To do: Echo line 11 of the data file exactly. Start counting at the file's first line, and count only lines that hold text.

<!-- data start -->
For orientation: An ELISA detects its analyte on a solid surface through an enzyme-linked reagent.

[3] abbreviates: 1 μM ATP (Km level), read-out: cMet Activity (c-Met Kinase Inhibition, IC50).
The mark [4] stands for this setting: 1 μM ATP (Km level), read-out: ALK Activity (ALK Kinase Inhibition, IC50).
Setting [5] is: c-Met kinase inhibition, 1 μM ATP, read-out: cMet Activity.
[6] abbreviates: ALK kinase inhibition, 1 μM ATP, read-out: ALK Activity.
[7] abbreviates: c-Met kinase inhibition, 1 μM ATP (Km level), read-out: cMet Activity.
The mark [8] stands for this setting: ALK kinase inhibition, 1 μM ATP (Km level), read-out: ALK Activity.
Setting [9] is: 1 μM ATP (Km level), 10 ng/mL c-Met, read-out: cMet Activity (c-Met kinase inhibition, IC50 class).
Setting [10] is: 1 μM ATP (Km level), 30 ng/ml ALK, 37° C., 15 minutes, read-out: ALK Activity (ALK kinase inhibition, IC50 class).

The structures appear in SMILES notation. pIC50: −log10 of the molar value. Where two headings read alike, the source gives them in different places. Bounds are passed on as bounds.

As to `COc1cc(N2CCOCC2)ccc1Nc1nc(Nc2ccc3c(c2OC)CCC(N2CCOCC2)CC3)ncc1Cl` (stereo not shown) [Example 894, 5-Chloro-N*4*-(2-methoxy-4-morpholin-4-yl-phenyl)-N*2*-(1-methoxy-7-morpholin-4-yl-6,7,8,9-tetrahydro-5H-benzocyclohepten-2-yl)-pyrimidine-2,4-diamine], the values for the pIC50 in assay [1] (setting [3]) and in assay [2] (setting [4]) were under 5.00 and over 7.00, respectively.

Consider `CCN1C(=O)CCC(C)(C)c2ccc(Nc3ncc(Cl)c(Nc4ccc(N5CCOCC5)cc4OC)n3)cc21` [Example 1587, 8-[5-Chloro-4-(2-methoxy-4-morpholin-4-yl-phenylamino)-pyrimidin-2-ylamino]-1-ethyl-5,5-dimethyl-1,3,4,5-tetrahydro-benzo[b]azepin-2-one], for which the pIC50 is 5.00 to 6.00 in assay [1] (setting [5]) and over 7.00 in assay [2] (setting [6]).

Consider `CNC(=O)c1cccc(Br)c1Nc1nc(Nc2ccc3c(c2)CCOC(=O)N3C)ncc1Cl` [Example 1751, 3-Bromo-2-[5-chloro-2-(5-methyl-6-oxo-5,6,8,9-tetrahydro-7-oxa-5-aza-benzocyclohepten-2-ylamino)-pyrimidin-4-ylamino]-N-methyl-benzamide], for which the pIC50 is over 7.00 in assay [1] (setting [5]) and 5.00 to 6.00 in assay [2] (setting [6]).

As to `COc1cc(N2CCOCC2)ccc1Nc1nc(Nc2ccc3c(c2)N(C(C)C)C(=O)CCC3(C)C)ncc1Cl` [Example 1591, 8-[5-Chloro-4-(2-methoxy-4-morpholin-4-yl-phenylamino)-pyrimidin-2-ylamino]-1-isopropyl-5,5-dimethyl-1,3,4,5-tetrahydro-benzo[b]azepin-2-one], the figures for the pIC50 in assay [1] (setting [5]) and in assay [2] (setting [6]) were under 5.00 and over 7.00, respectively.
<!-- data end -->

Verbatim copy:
As to `COc1cc(N2CCOCC2)ccc1Nc1nc(Nc2ccc3c(c2OC)CCC(N2CCOCC2)CC3)ncc1Cl` (stereo not shown) [Example 894, 5-Chloro-N*4*-(2-methoxy-4-morpholin-4-yl-phenyl)-N*2*-(1-methoxy-7-morpholin-4-yl-6,7,8,9-tetrahydro-5H-benzocyclohepten-2-yl)-pyrimidine-2,4-diamine], the values for the pIC50 in assay [1] (setting [3]) and in assay [2] (setting [4]) were under 5.00 and over 7.00, respectively.